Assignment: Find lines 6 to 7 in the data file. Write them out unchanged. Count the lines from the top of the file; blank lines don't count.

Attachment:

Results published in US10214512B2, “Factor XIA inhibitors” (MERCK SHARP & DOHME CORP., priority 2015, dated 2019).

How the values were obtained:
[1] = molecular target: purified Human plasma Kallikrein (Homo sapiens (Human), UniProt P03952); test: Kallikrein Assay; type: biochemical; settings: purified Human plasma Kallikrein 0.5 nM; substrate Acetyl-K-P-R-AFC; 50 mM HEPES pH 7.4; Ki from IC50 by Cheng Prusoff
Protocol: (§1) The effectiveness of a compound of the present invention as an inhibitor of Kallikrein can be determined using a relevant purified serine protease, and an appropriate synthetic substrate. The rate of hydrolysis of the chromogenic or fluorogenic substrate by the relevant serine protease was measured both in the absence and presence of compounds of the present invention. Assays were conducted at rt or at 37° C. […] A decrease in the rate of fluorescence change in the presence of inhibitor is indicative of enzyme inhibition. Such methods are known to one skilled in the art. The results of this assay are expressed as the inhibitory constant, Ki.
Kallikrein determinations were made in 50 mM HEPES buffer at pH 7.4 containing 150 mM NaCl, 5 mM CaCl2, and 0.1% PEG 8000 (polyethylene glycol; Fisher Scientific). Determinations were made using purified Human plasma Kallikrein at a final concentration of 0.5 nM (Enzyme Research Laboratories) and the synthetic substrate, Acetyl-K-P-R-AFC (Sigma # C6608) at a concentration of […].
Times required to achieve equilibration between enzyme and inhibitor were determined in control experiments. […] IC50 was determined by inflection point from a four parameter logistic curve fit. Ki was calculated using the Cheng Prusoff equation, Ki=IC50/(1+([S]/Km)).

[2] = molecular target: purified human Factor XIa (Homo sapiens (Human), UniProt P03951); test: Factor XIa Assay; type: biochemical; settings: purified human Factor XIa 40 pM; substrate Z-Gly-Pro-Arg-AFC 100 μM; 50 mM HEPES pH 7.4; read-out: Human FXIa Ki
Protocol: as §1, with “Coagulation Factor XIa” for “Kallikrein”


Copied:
Times required to achieve equilibration between enzyme and inhibitor were determined in control experiments. […] IC50 was determined by inflection point from a four parameter logistic curve fit. Ki was calculated using the Cheng Prusoff equation, Ki=IC50/(1+([S]/Km)).

[2] = molecular target: purified human Factor XIa (Homo sapiens (Human), UniProt P03951); test: Factor XIa Assay; type: biochemical; settings: purified human Factor XIa 40 pM; substrate Z-Gly-Pro-Arg-AFC 100 μM; 50 mM HEPES pH 7.4; read-out: Human FXIa Ki